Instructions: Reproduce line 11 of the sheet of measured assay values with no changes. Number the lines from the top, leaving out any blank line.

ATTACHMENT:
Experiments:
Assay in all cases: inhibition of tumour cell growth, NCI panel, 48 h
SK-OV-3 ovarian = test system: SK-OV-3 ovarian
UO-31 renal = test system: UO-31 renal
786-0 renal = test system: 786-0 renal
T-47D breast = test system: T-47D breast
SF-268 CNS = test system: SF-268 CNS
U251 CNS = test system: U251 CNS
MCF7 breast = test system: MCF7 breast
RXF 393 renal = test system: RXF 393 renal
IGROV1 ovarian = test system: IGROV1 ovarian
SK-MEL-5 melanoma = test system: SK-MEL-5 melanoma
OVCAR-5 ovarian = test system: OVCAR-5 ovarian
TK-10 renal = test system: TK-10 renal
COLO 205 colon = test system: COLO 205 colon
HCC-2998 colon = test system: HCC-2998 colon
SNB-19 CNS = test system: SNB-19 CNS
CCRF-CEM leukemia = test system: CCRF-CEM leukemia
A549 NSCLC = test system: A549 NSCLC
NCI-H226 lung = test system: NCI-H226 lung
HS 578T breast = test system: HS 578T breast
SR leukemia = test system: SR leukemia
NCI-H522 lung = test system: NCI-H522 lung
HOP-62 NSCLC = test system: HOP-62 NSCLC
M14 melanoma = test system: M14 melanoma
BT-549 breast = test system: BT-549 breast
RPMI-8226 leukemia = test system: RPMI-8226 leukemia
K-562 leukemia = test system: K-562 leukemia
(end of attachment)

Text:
IGROV1 ovarian = test system: IGROV1 ovarian